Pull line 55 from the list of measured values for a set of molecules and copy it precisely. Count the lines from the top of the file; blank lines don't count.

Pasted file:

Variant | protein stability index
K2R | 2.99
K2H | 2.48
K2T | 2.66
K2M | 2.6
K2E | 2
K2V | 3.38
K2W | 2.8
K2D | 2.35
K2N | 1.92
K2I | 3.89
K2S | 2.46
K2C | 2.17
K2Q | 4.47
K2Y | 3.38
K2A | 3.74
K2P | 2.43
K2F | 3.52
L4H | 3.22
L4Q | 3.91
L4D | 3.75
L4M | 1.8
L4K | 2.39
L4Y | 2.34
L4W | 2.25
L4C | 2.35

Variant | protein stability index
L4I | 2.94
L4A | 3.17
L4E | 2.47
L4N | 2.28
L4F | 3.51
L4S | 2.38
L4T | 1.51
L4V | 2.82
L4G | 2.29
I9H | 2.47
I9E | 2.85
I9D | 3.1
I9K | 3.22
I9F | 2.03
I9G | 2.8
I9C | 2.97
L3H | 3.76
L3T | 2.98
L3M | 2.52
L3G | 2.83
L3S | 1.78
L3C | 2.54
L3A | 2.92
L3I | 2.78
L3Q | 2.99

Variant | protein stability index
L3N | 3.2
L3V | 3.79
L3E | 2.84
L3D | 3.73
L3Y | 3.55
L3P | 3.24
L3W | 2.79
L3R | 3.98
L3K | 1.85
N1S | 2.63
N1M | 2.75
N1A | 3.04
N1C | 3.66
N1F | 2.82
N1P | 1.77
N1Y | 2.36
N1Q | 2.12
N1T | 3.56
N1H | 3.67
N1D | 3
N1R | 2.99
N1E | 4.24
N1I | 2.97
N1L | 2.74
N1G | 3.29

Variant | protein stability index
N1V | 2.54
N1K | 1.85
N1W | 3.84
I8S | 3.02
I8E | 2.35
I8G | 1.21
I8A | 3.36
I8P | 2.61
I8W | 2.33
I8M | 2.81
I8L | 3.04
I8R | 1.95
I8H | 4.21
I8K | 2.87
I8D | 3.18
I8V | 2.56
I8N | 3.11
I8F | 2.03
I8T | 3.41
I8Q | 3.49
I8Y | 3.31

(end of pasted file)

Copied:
L3V | 3.79